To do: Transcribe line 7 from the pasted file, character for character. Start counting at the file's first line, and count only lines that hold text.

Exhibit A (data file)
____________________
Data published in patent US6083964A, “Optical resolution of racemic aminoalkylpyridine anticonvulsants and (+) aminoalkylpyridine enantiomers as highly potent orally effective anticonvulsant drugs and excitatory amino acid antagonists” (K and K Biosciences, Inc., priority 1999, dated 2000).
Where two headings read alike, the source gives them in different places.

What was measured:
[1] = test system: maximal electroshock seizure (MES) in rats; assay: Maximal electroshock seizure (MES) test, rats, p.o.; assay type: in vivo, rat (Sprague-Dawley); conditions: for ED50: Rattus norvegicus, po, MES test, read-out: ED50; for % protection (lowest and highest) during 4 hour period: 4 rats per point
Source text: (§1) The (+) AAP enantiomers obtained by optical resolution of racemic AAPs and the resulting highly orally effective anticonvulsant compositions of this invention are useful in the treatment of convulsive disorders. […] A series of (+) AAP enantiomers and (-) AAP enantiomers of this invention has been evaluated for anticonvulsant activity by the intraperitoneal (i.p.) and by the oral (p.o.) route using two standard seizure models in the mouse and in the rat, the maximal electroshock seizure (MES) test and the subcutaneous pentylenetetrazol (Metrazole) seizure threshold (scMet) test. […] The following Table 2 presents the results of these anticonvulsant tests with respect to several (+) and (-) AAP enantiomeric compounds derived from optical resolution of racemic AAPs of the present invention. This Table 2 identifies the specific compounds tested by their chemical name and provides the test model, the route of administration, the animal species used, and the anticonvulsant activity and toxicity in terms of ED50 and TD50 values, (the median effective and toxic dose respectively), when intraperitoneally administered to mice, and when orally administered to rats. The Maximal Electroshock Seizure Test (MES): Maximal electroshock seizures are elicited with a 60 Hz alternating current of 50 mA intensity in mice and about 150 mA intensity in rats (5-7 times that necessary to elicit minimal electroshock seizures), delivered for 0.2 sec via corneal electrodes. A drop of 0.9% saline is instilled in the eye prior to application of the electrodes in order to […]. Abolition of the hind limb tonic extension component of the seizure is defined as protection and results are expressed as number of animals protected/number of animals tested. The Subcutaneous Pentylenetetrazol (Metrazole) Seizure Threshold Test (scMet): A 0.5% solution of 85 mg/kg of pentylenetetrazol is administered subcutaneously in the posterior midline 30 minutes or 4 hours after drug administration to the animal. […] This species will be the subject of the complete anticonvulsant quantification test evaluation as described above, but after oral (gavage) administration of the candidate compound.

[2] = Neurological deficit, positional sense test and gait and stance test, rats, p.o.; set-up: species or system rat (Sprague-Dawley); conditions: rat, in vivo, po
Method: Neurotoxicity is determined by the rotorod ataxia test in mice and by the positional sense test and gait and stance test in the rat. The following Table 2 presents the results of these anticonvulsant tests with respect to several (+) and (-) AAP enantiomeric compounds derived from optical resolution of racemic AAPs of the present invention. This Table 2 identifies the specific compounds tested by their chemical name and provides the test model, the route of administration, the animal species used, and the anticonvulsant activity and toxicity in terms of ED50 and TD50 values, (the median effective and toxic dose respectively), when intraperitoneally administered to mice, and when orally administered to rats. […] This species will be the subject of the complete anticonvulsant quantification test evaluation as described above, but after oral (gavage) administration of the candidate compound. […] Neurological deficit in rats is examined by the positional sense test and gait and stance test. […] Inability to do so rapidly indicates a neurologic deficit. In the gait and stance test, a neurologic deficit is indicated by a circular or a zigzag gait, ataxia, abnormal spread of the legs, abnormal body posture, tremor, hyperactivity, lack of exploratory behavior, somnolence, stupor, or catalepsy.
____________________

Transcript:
Method: Neurotoxicity is determined by the rotorod ataxia test in mice and by the positional sense test and gait and stance test in the rat. The following Table 2 presents the results of these anticonvulsant tests with respect to several (+) and (-) AAP enantiomeric compounds derived from optical resolution of racemic AAPs of the present invention. This Table 2 identifies the specific compounds tested by their chemical name and provides the test model, the route of administration, the animal species used, and the anticonvulsant activity and toxicity in terms of ED50 and TD50 values, (the median effective and toxic dose respectively), when intraperitoneally administered to mice, and when orally administered to rats. […] This species will be the subject of the complete anticonvulsant quantification test evaluation as described above, but after oral (gavage) administration of the candidate compound. […] Neurological deficit in rats is examined by the positional sense test and gait and stance test. […] Inability to do so rapidly indicates a neurologic deficit. In the gait and stance test, a neurologic deficit is indicated by a circular or a zigzag gait, ataxia, abnormal spread of the legs, abnormal body posture, tremor, hyperactivity, lack of exploratory behavior, somnolence, stupor, or catalepsy.